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Virginia Wright (Pt 2)
Editors’ Roundtable
Column by Matthew Kangas

Children of Virginia and Bagley Wright with Mr. Wright standing, Mrs. Wright seated and "Bunyonschess" by Mark di Suvero at their Washington Park home, Seattle, 1964. Photo: Courtesy of Virginia Wright.

Virginia Wright continues her reminiscences about life as an art collector, educator, dealer and friend of artist Marcel Duchamp (1887-1968), dealer Richard Bellamy (1927-1998) among others. Wright, 85, recalled how, at the age of 23, she worked as an assistant for Sidney Janis Gallery in New York on the legendary “International Dada” exhibit designed by Duchamp in 1953: “Duchamp was quite a guy. He’d been very handsome but took on a spiritual look in his fifties. In '[International] Dada' there it was: ... his urinal [“Fountain,” 1918], hung over a doorway with a bit of mistletoe hanging down from that. “Well. Duchamp designed the gallery announcement and the catalogue was printed on tissue paper with a checklist and essay. My job was to crumple up all the tissue paper so that when people came to see the show, they picked up the wads of paper out of the wastepaper basket.”

By 1967, while married to Bagley Wright and raising four children in Seattle, Virginia Wright opened her own gallery, Current Editions, one of the first blue-chip print galleries on the West Coast. “Multiples, Inc., ULAE [Universal Limited Art Editions], and Gemini G.E.L. were getting going. And it seemed prints were a great way to go for Seattle. I loved doing it: installing the shows, choosing the works, even the bookkeeping!” She sold the gallery in 1973.

While attending Barnard College in art history (where her granddaughter is now a student), Wright attended the “Art Since 1900” lectures by Meyer Schapiro (1904-1996). “He made the link between the earlier art and World War II, as if Pollock and de Kooning were part of a chain of events. It was like a religious conversion.”

While Janis, Betty Parsons, Leo Castelli and Andre Emmerich were important figures in the formation of her taste, Wright singled out Bellamy for special praise. “He was a mysterious, funny, quirky guy. Music and literature also interested him, but he was hard to pin down. [Collector] Robert Scull was a huge underwriter of the Green Gallery or so the story went. I wanted an Oldenburg from Janis. I asked Dick to have a look at the show and let me know. He said ‘There’s nothing there.’ He would not push art — the opposite of dealers today. And as soon as he closed the gallery, he was very careful to put all the artists in better galleries.”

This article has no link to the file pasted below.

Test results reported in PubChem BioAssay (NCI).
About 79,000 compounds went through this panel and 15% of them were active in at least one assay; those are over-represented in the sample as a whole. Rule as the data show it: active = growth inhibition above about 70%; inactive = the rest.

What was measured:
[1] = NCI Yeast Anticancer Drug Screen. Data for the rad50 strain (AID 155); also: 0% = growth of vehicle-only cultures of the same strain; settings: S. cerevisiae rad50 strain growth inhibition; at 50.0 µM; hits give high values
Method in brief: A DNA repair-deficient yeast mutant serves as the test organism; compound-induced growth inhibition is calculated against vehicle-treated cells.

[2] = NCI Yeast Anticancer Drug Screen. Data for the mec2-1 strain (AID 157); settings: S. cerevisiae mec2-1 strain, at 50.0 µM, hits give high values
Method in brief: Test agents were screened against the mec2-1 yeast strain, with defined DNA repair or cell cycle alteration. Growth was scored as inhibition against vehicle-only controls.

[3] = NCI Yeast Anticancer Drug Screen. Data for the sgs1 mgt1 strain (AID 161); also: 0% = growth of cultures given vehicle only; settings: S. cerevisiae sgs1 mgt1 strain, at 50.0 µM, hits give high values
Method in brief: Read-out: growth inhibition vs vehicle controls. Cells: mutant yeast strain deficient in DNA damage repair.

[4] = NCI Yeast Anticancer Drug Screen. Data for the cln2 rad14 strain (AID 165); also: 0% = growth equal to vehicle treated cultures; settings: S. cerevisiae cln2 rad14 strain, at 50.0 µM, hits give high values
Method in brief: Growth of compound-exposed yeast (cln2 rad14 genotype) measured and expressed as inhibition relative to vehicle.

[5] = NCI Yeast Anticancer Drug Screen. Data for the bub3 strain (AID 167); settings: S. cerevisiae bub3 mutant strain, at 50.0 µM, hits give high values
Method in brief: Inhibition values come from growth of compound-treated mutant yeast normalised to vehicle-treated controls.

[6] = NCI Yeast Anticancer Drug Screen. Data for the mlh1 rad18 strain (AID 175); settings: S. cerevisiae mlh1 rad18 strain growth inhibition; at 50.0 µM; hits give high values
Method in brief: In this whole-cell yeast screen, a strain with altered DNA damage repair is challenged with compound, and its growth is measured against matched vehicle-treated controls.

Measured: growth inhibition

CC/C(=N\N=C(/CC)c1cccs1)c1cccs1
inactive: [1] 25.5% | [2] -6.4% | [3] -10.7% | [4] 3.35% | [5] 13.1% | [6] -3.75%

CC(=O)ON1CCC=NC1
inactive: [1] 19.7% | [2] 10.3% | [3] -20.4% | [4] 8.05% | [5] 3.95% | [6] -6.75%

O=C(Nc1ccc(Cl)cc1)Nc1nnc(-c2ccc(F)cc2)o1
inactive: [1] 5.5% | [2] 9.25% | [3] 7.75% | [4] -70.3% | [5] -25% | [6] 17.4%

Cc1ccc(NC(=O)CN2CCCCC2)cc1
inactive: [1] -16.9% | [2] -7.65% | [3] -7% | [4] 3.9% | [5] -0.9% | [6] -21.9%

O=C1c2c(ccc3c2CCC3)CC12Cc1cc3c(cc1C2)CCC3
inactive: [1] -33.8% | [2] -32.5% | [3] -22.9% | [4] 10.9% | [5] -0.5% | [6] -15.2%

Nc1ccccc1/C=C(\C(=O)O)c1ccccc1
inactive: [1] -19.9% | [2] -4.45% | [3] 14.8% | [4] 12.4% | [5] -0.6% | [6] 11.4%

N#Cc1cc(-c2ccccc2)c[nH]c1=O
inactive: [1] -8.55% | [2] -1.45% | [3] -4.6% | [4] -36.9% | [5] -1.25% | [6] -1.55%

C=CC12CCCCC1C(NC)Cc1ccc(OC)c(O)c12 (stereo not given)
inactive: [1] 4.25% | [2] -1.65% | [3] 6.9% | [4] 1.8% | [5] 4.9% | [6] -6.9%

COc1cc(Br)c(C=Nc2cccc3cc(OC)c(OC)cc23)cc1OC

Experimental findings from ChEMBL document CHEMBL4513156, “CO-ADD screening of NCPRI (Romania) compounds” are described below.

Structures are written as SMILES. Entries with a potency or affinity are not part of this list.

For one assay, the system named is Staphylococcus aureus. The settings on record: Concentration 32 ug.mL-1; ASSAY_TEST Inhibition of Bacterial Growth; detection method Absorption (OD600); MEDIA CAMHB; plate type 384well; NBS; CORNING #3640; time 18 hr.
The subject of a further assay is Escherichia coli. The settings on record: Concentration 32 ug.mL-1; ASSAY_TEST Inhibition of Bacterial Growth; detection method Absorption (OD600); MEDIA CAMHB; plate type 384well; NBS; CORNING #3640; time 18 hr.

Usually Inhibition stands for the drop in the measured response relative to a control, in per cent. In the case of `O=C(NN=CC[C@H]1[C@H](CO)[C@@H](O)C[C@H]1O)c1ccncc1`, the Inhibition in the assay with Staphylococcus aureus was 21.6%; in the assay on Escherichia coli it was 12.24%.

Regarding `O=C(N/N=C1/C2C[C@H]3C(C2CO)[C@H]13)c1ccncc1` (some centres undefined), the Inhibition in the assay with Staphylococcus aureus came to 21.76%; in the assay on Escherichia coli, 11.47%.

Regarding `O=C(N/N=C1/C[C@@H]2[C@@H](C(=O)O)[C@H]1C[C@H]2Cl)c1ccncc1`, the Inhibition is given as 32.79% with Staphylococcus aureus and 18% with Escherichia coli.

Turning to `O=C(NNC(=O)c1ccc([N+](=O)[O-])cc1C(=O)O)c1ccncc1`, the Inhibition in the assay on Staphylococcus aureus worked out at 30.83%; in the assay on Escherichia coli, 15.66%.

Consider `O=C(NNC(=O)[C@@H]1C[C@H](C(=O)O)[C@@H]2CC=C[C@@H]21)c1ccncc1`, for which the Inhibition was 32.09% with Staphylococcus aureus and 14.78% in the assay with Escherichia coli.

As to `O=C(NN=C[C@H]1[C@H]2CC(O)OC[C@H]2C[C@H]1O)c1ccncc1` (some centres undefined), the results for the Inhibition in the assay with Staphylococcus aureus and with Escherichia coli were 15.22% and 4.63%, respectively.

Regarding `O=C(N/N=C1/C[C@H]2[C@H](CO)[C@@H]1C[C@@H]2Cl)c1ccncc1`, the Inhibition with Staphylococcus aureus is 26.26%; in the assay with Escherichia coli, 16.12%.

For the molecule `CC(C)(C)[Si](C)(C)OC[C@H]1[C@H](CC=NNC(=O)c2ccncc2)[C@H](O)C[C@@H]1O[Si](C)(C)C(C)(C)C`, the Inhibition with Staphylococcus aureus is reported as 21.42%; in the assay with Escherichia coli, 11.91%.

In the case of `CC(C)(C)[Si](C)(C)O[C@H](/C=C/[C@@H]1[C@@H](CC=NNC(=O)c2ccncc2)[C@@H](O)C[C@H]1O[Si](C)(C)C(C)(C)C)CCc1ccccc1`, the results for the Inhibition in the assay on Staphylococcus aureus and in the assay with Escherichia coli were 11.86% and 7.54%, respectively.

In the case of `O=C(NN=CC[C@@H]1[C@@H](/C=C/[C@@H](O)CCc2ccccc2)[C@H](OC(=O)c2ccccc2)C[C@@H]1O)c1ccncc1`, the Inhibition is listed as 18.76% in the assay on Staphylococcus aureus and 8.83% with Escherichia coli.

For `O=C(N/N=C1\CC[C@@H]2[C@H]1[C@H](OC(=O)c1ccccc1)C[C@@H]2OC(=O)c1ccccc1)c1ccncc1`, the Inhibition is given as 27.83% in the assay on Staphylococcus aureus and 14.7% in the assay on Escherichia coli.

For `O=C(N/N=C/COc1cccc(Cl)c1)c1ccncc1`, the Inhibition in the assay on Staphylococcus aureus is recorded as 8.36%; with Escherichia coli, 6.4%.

The friendship with Bellamy also led to the acquiring of, among other things, “Box with the Sound of Its Own Making” (1961) by Robert Morris. “The Box [a hollow wooden cube with a tape and functioning tape recorder inside] was in Morris’ first show at Green Gallery, but the label said NFS. Bellamy told us if we really wanted it, for $700 we could have it.” It is the single most-requested loan from Seattle Art Museum and considered an early, prophetic example of Conceptual Art.

The Contemporary Art Council, a collectors’ coalition unassociated with any one institution, was another Wright brainstorm that led to the first modern art programming for the University of Washington's Henry Art Gallery, Seattle Art Museum, Western Washington University and other regional venues.

“The CAC always had a vision to have a curator of modern art in Seattle, but Dr. Fuller [Director-founder of SAM] resisted us for a long time. Dick Lang was a friend of Jan Cowles’ and her son, Charles, was a friend of mine — and he was available.” Cowles began work in 1975, with Wright’s mother, Virginia Merrill Bloedel, underwriting the $65,000 renovation costs for turning the former Seattle World’s Fair British Pavilion (designed by Paul Thiry) into the Seattle Art Museum Modern Art Pavilion. It closed in 1987 after numerous exhibitions were organized or borrowed. Department activities were incorporated into the 1991 SAM downtown headquarters designed by architects Venturi and Scott Brown, Mrs. Wright’s choice.

“The [1976] Warhol show was totally Charlie’s idea and, of course, he got Warhol to attend, same thing with the [Richard] Avedon show. And he brought out [Jules] Olitski, too; Charlie didn’t listen to me about an Olitski show, but the Warhol show was a great success.”

Asked about her uncanny ability — as much or more so than any other mid-20th-century American art collector — to select winners and acquire crucial first works out of early shows by Pollock, de Kooning, Robert Morris, Mark di Suvero and others, Wright confessed, “I had the sense to seek advice. It was more experiential. I never really had a ‘feeling.’ Anne Gerber had that sixth sense though; she was amazing. Carl Andre? I could not figure that one out, but for her, it was, ‘why not?’”

Short of a full-scale biography or autobiography, Virginia Wright’s numerous interviews reveal a deceptively self-effacing modesty that conceals a lifetime of excitement, cultural prescience and courage.

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